CLIFTON — Sgt. Robert Clark had a drink, watched a firefight from afar and turned in after a 12-hour security shift at the Da Nang air base in Vietnam in October 1970.
Then the rockets came.
They struck a two-story barracks where he’d taken refuge for the night. It collapsed, pinning him beneath a cement slab for several hours — and haunting his mind and body ever since.
“I just couldn’t move and wanted to get out,” said Clark, 65. “Even now, I hate that feeling where I’m trapped and I can’t do anything.”
Now, a small non-profit veterans group is helping Clark, who is paralyzed, avoid those feelings in his own home. Homes for Veterans is renovating a kitchen now poorly fit for his power wheelchair, filling a need not met by the Department of Veterans Affairs.
Doug DiPaola, the group’s founder and president, said the Purple Heart recipient deserved an extra hand.
“We are showing how much we appreciate that service,” he said. “He needs to be thanked — and a little bit of help.”
Forty years after the conflict ended, Vietnam War veterans continue to feel its brutal effects. In Clark’s case, his aches and pains from the bunker collapse amplified into severe back pain. And after an unsuccessful surgery, one of his legs became paralyzed. He also continues to suffer from post-traumatic stress disorder, claustrophobia and Agent Orange-induced diabetes.
Clark, who served in the Air Force from 1968 to 1972, vividly remembers the night his bunker was blasted.
Although Da Nang, a major base for U.S. and South Vietnamese troops, was hit 240 times that year, the 1970 attack was the first time a barracks was struck. The rocket fire made the hairs on Clark’s arms stand up, and suddenly he was under a pile of rubble and wooden beams that pressed into his back.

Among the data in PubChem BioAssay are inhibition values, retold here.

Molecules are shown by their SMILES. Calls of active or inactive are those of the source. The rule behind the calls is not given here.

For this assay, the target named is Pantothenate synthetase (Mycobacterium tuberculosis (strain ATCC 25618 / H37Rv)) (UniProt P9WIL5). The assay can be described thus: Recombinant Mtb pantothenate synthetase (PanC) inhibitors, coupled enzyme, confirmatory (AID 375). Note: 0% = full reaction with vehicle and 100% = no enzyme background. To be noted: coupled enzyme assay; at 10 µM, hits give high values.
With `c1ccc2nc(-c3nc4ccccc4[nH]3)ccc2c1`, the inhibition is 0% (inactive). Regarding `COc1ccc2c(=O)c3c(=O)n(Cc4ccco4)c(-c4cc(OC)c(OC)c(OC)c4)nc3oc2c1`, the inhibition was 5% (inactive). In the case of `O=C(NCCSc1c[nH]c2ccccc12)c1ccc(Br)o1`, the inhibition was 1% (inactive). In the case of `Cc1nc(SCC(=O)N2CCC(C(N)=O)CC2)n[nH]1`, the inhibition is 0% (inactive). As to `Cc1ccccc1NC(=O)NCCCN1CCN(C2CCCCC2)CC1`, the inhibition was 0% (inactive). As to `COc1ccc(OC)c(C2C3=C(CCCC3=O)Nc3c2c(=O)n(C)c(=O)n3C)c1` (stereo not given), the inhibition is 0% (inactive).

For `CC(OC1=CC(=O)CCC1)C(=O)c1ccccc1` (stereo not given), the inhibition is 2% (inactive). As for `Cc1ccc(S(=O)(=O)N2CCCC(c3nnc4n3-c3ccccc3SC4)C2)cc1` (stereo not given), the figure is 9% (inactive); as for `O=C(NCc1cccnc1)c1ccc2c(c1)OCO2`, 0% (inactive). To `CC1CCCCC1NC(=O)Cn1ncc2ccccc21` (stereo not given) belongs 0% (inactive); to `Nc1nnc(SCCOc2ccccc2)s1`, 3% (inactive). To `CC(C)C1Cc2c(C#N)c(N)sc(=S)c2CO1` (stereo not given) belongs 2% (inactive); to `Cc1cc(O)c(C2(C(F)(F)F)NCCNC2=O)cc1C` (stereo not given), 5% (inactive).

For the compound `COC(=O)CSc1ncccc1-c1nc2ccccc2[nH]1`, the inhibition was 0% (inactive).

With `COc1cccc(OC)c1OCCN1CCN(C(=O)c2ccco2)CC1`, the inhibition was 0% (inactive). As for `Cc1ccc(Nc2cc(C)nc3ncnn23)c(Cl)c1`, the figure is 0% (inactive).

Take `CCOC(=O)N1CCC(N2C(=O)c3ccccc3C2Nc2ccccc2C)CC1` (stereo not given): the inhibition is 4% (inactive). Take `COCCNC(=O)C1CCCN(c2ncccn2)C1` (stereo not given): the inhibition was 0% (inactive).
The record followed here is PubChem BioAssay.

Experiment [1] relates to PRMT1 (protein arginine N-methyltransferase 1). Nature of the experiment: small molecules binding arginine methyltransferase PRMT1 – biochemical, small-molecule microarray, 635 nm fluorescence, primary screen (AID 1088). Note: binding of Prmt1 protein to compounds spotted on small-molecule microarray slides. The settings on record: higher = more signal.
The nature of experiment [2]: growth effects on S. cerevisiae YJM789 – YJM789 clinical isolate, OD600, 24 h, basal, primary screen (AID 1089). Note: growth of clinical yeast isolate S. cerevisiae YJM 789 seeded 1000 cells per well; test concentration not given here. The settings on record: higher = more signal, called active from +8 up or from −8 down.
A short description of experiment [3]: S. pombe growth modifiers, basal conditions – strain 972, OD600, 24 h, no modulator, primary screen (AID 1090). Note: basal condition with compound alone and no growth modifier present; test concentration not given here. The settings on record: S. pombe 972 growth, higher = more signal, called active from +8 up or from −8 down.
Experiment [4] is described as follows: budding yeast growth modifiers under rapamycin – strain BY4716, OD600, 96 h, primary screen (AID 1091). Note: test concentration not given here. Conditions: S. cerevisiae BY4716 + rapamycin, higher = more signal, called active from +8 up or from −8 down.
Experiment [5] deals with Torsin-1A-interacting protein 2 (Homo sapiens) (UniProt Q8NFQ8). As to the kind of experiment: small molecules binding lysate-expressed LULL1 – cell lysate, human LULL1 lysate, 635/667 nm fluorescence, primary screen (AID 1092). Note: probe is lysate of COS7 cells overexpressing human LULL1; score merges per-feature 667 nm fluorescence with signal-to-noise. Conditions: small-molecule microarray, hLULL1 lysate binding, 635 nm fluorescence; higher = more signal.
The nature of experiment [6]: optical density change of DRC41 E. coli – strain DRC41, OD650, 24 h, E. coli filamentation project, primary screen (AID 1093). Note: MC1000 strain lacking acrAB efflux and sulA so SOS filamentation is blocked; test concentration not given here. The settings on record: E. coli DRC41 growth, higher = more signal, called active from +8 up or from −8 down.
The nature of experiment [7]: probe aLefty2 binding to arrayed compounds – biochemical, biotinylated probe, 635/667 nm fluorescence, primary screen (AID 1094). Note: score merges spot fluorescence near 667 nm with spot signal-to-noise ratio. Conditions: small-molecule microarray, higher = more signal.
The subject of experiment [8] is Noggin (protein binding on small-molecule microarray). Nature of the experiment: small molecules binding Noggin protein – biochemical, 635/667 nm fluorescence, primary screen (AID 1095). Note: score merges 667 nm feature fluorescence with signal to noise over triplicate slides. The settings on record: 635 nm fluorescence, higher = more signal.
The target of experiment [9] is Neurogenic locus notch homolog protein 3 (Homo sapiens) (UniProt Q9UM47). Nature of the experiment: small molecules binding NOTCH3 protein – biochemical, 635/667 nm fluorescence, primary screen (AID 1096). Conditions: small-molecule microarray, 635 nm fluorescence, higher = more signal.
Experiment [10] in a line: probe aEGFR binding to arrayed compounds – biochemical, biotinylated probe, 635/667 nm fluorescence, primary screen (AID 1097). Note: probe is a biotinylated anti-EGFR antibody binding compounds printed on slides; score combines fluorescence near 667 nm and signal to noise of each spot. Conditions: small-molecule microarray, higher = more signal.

Some 20 to 40 soldiers were killed by enemy fire that night. One of the dead, his eyes still open, lay on top of Clark as he awaited rescue.
“I was more scared than anything else,” he said. “I just wanted to get the hell out of there.”
Initially, Clark apparently had suffered only a broken arm. But after he returned from the war to New Jersey, the incident began to take a more serious toll. First, nightmares and being unable to tolerate tight spaces. Then, in the late 1980s, a crippling back pain.
Several surgeries and a spinal infusion later, he was confined to a wheelchair. He moved from Lyndhurst to Clifton in 1990, and had his new home on Broadale Avenue outfitted with a ramp and a roll-in shower.
A different charity, A Step Toward Hope, funded improvements for Clark’s bathroom a few years ago. But the kitchen was still ill-suited for him.
“I smashed into [cabinets], I ruined the stove, the dishwasher; the doorway’s a little bit too small,” Clark said.